Law and disorder

 Diverse city
By SHAY STEWART-BOULEY  |  December 13, 2006

Recently, I awoke to the morning news on my clock radio that the previous day had three notable robberies, one by a white man, another by a pair of black men, and a third where the race of the perpetrator wasn’t mentioned.

Such a spate of newsworthy criminal activities all at once is rare enough around here, but what got me thinking was the one by the black men. And what I thought about was how much more likely people were afterward to be on high alert when they saw any black men walking down the street.

Now, you can say you’re not that kind of person, but even if that’s true, you’re in the minority. I say this because I’ve had too many people, from little old ladies to young guys, suddenly hold their purses tighter or check their wallet when I go by, and I’m a black woman who dresses anything but thug-ette. And that’s not just in Maine; I’ve had that experience living in Chicago too.

That fact is, no matter how many stories you hear about white guys committing crimes, you aren’t likely to think when you see a white guy coming by, “maybe he did that robbery,” while the thought is much more likely to strike you for the brown-skinned guys strolling by, a sad commentary on how often African-Americans and Hispanics get portrayed as criminals in media and entertainment and in the public unconscious.

And the police carry the same baggage as everyone else, which worries me even more, because they are the ones who are on the lookout for criminals. So I particularly worry about black folks getting on their radar who haven’t committed a crime. Now, you’re probably thinking, “Geez, another black person who doesn’t trust the cops. What’s wrong with you?”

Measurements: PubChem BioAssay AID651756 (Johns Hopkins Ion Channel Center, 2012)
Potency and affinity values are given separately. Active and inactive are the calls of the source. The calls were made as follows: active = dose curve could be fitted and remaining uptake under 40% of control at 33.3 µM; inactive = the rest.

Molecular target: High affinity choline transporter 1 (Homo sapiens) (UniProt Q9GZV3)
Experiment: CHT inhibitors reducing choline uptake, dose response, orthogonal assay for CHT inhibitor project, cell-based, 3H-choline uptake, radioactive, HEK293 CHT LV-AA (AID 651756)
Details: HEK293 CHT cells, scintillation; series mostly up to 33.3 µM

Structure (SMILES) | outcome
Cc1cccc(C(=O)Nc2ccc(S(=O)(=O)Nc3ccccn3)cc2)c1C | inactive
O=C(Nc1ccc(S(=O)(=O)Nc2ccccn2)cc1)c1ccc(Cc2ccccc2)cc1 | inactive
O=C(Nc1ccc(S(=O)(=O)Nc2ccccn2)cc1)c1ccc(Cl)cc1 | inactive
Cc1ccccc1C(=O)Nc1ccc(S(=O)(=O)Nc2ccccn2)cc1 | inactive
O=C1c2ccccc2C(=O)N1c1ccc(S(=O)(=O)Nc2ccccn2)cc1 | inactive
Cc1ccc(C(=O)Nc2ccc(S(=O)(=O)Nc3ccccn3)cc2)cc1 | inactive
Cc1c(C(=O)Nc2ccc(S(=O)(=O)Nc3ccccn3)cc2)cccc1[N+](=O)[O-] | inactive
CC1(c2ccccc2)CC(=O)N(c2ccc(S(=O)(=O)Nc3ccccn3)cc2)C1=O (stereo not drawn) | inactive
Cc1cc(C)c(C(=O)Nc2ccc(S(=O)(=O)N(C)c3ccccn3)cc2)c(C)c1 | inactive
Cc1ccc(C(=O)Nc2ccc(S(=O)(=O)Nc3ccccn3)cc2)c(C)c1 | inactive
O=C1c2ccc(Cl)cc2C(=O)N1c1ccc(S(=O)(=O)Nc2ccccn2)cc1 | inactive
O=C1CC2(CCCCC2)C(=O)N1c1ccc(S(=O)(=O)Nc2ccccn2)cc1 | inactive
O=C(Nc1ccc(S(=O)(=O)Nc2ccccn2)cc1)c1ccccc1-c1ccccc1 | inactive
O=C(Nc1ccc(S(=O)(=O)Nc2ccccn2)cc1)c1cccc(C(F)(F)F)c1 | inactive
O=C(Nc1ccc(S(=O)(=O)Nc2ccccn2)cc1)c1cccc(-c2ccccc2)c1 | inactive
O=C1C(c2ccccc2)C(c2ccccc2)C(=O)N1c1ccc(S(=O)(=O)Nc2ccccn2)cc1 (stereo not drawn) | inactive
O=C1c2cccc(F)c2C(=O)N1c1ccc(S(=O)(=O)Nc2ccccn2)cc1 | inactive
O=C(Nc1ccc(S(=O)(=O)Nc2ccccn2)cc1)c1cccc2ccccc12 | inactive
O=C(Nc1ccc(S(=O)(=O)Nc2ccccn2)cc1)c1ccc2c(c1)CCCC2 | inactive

What’s wrong is that too often, minorities with darker skin tones are constantly reminded that the color of their skin affects the attitudes of law enforcement.

I know because when I was much younger, I was once arrested for being in the vicinity of criminal activity that I had no part in. Fortunately, I only spent a night in jail before things were cleared up, but there are plenty of others who aren’t so lucky, both the innocent and the guilty.
And before you get all over me for feeling bad about the guilty folks, there is plenty of research backing up how blacks and Hispanics get harsher sentences. A young white guy who gets caught his first time carrying a bunch of drugs is much more likely to get some kind of probation or light sentence, while a black guy in the same situation is treated as a threat to society. One of the big reasons the prisons are filled with so many minorities isn’t because minorities are more evil; it’s because they get targeted more.

I know about this stuff because my son, who goes to high school outside the state and is only around for weekends, holidays, and summers, has been repeatedly approached by police who are concerned he might cause trouble, even though he is well-dressed and well-mannered.

I know because my white husband has been pulled over far more often by police in the roughly 10 years he’s been with me while I’ve been in the car with him than he ever was in more than a dozen years of driving before he met me.

So, while it would be nice to think that police and judges and others are fair and even-handed, they are people with hang-ups like everyone else, and so, while I don’t want black people to get away with shit, I’m far more worried about the ones who will catch shit just because some other black guys robbed someone.

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Shay Stewart-Bouley:

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